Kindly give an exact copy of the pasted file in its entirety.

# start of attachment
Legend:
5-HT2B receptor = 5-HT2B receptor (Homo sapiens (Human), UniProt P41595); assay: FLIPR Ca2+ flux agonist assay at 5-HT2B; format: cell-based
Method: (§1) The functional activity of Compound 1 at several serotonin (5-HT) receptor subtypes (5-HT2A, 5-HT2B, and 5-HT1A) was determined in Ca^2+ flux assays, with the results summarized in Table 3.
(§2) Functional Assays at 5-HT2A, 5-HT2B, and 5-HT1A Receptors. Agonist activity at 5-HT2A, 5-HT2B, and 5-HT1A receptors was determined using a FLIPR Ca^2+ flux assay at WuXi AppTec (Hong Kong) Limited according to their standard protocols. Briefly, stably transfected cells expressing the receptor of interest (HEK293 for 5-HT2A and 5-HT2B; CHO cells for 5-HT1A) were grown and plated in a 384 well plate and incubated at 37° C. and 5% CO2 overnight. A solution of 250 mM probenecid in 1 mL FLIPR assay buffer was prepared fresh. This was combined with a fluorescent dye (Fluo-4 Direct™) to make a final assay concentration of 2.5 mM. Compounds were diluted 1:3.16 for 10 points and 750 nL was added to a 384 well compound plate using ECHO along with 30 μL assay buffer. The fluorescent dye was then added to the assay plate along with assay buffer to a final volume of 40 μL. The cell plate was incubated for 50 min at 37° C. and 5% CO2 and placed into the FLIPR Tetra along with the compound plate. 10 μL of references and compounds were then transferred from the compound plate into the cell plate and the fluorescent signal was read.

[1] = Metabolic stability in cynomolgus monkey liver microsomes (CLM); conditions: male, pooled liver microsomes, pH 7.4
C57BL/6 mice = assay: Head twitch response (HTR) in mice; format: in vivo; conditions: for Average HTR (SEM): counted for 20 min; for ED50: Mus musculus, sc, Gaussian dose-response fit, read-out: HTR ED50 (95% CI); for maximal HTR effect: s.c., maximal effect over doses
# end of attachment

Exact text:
Legend:
5-HT2B receptor = 5-HT2B receptor (Homo sapiens (Human), UniProt P41595); assay: FLIPR Ca2+ flux agonist assay at 5-HT2B; format: cell-based
Method: (§1) The functional activity of Compound 1 at several serotonin (5-HT) receptor subtypes (5-HT2A, 5-HT2B, and 5-HT1A) was determined in Ca^2+ flux assays, with the results summarized in Table 3.
(§2) Functional Assays at 5-HT2A, 5-HT2B, and 5-HT1A Receptors. Agonist activity at 5-HT2A, 5-HT2B, and 5-HT1A receptors was determined using a FLIPR Ca^2+ flux assay at WuXi AppTec (Hong Kong) Limited according to their standard protocols. Briefly, stably transfected cells expressing the receptor of interest (HEK293 for 5-HT2A and 5-HT2B; CHO cells for 5-HT1A) were grown and plated in a 384 well plate and incubated at 37° C. and 5% CO2 overnight. A solution of 250 mM probenecid in 1 mL FLIPR assay buffer was prepared fresh. This was combined with a fluorescent dye (Fluo-4 Direct™) to make a final assay concentration of 2.5 mM. Compounds were diluted 1:3.16 for 10 points and 750 nL was added to a 384 well compound plate using ECHO along with 30 μL assay buffer. The fluorescent dye was then added to the assay plate along with assay buffer to a final volume of 40 μL. The cell plate was incubated for 50 min at 37° C. and 5% CO2 and placed into the FLIPR Tetra along with the compound plate. 10 μL of references and compounds were then transferred from the compound plate into the cell plate and the fluorescent signal was read.

[1] = Metabolic stability in cynomolgus monkey liver microsomes (CLM); conditions: male, pooled liver microsomes, pH 7.4
C57BL/6 mice = assay: Head twitch response (HTR) in mice; format: in vivo; conditions: for Average HTR (SEM): counted for 20 min; for ED50: Mus musculus, sc, Gaussian dose-response fit, read-out: HTR ED50 (95% CI); for maximal HTR effect: s.c., maximal effect over doses